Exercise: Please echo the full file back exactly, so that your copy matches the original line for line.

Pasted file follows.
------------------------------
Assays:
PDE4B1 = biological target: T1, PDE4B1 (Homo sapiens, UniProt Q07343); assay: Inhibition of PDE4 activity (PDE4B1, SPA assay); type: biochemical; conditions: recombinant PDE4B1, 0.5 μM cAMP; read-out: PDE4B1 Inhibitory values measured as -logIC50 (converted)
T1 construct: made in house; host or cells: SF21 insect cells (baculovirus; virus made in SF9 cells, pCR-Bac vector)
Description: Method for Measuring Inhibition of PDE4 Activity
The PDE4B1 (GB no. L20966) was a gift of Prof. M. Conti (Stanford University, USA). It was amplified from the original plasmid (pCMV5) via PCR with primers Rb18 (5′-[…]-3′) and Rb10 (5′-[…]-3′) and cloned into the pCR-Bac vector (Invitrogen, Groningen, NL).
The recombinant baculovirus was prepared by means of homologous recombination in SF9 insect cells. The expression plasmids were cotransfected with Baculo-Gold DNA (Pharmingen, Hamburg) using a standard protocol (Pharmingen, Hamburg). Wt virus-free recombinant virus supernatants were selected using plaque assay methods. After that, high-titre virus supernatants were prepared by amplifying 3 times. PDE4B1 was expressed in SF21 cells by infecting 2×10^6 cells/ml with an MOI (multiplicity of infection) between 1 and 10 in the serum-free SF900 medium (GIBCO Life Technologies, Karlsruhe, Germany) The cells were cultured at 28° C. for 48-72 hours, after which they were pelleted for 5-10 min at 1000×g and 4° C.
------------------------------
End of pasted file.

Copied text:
Assays:
PDE4B1 = biological target: T1, PDE4B1 (Homo sapiens, UniProt Q07343); assay: Inhibition of PDE4 activity (PDE4B1, SPA assay); type: biochemical; conditions: recombinant PDE4B1, 0.5 μM cAMP; read-out: PDE4B1 Inhibitory values measured as -logIC50 (converted)
T1 construct: made in house; host or cells: SF21 insect cells (baculovirus; virus made in SF9 cells, pCR-Bac vector)
Description: Method for Measuring Inhibition of PDE4 Activity
The PDE4B1 (GB no. L20966) was a gift of Prof. M. Conti (Stanford University, USA). It was amplified from the original plasmid (pCMV5) via PCR with primers Rb18 (5′-[…]-3′) and Rb10 (5′-[…]-3′) and cloned into the pCR-Bac vector (Invitrogen, Groningen, NL).
The recombinant baculovirus was prepared by means of homologous recombination in SF9 insect cells. The expression plasmids were cotransfected with Baculo-Gold DNA (Pharmingen, Hamburg) using a standard protocol (Pharmingen, Hamburg). Wt virus-free recombinant virus supernatants were selected using plaque assay methods. After that, high-titre virus supernatants were prepared by amplifying 3 times. PDE4B1 was expressed in SF21 cells by infecting 2×10^6 cells/ml with an MOI (multiplicity of infection) between 1 and 10 in the serum-free SF900 medium (GIBCO Life Technologies, Karlsruhe, Germany) The cells were cultured at 28° C. for 48-72 hours, after which they were pelleted for 5-10 min at 1000×g and 4° C.